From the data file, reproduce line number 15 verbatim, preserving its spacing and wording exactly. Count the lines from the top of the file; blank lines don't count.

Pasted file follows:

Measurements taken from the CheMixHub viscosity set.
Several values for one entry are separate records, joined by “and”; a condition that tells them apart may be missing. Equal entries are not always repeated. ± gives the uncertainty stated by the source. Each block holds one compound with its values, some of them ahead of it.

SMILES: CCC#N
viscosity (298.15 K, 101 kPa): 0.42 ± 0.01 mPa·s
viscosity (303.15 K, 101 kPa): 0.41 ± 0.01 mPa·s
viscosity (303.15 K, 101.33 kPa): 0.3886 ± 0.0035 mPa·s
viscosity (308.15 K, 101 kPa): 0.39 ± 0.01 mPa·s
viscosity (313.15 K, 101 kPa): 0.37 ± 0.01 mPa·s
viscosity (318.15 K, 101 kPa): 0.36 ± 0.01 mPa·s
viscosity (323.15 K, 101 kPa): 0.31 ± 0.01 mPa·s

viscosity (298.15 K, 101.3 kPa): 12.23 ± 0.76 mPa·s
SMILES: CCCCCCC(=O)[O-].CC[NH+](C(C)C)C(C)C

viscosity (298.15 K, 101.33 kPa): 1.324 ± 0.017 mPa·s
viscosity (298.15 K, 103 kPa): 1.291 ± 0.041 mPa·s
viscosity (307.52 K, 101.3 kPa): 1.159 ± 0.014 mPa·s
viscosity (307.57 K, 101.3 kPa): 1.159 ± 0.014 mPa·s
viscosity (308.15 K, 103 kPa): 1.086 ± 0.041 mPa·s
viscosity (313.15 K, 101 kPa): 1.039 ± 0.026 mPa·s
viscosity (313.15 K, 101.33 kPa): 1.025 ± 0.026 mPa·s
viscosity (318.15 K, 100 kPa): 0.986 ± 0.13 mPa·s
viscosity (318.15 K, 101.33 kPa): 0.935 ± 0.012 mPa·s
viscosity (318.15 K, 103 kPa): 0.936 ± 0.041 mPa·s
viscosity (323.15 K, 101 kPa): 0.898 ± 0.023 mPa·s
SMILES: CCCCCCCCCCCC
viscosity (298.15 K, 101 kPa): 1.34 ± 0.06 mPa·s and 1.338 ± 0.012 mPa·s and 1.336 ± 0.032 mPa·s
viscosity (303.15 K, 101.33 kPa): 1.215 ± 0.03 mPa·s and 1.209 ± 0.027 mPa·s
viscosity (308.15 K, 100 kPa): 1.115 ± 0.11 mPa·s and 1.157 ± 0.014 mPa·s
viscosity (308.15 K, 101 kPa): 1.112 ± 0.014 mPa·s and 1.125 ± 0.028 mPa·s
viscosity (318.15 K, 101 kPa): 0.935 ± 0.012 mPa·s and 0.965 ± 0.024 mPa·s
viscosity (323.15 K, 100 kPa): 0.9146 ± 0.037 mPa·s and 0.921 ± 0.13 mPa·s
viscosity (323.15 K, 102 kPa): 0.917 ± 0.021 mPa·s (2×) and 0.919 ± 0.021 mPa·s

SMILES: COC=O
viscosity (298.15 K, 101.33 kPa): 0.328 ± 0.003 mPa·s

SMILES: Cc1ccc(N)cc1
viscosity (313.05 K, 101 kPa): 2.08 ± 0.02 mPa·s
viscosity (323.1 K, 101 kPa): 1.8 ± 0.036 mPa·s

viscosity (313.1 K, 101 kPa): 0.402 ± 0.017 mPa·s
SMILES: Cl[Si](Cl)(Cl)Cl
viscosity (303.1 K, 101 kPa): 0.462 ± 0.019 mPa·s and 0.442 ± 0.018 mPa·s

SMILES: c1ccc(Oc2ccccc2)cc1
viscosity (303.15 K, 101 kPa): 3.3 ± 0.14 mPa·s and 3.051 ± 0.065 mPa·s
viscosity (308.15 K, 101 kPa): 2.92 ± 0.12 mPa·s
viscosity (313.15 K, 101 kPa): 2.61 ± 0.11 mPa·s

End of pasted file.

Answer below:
viscosity (307.52 K, 101.3 kPa): 1.159 ± 0.014 mPa·s